By my calculations the average tax rate resulting from the above package reduces to 12%. Many would consider this very acceptable.

But there is a further change in retirement planning that is critical to the debate. In the past, retirement annuity fund contributions had to cease at 70 years old. This limit has been removed and allows the pensioner to continue reducing their tax exposure until death. Applying the living annuity principle, whatever remains within the retirement annuity can be passed onto nominated beneficiaries on death of the member.

With effect from the 2015/16 year of assessment all taxpayers will be entitled to make tax-deductible contributions to retirement funds to the extent of 27,5% of taxable income, tax deductible, subject to a maximum of R350 000 per annum.

Applying the above principle to the example, if the taxpayer contributed 27,5% of taxable income to a retirement annuity fund, the average rate of tax will reduce to less than 6%.

A fundamental criticism of retirement annuity funds is often ‘Yes, you are granted a tax deduction on contributions, and retirement funds are exempt from income tax and dividend tax. But you will pay it all back when the annuity is taxed during retirement.’

The true answer is ‘Yes, annuities constitute gross income in a taxation computation. But in South Africa there is a huge difference between gross income and the resultant tax liability. You have to perform the actual calculations.’

Changes in retirement annuity funds over the past 20 years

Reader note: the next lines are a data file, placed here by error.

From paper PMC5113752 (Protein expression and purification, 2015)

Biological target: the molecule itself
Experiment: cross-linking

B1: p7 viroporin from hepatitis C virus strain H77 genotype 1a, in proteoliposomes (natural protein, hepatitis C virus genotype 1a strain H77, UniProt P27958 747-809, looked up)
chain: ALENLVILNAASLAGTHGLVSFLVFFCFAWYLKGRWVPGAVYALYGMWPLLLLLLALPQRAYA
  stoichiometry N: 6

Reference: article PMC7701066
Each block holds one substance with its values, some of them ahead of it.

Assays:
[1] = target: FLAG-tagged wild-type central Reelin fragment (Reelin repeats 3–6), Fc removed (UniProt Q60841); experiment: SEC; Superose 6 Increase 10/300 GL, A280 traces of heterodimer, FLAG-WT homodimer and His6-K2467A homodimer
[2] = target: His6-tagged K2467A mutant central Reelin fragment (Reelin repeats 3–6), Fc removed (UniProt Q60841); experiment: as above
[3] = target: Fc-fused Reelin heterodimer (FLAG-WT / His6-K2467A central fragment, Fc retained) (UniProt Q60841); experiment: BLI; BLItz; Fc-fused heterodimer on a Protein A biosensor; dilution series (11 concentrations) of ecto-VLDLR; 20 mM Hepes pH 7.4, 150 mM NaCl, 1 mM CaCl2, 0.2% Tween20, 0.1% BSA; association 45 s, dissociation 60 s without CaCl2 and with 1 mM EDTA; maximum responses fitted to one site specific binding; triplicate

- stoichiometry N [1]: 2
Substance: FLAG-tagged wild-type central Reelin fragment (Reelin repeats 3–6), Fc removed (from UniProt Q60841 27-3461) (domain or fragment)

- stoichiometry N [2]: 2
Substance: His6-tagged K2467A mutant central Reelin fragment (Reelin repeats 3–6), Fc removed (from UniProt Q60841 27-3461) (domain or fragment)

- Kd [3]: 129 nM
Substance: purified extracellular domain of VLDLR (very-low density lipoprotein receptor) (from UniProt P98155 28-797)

My dad was a teacher and started a retirement annuity in the early 1970s. The annuity was simply miserable. I wish I could find the financial adviser today. I would give him a piece of my mind, if not more.

But so much has changed over the past 20 years.

  • Retirement is no longer dependent on when one stops working. Many taxpayers would be better off to delay drawing down their full retirement fund benefits and rather live off their personal capital initially, or draw down the minimum permitted by the living annuity principle (currently 2,5% of accumulated capital). This allows the capital to continue to grow, tax free.
  • Medical savings for retirement are best achieved through a retirement annuity fund. The contributions are tax-deductible, but the gross income on withdrawal is neutralised by the medical expenditure rebate.
  • The ideal objective is no longer to exhaust retirement fund benefits by death. On the contrary, continued saving in retirement annuities can be achieved in new retirement annuity funds even though the taxpayer has already matured older funds.
  • Growth within retirement funds used to be subject to retirement fund tax and dividends received by retirement funds subject to secondary tax on companies. Both these taxes have been repealed leaving the retirement annuity fund as the ideal tax haven.
  • The final reward for accumulating wealth within a retirement annuity fund is ultimately an estate duty saving on death.

Conclusion

Financial advisers used to make much fuss around the retiring taxpayer. Thereafter the taxpayer was left to pay whatever tax resulted after retirement. No more.

Today the retired taxpayer is in desperate need of a detailed financial plan that schedules the receipt of annuities to match the tax deductions available, thereby driving down the average rate of tax during retirement.

Last week a student asked me, ‘Prof, what’s your financial plan for retirement?’

‘I’m going to register as a financial adviser and help other pensioners get it right. I should enjoy a very comfortable retirement.’

I think that left the honours with me.

This article also appears on www.biznews.com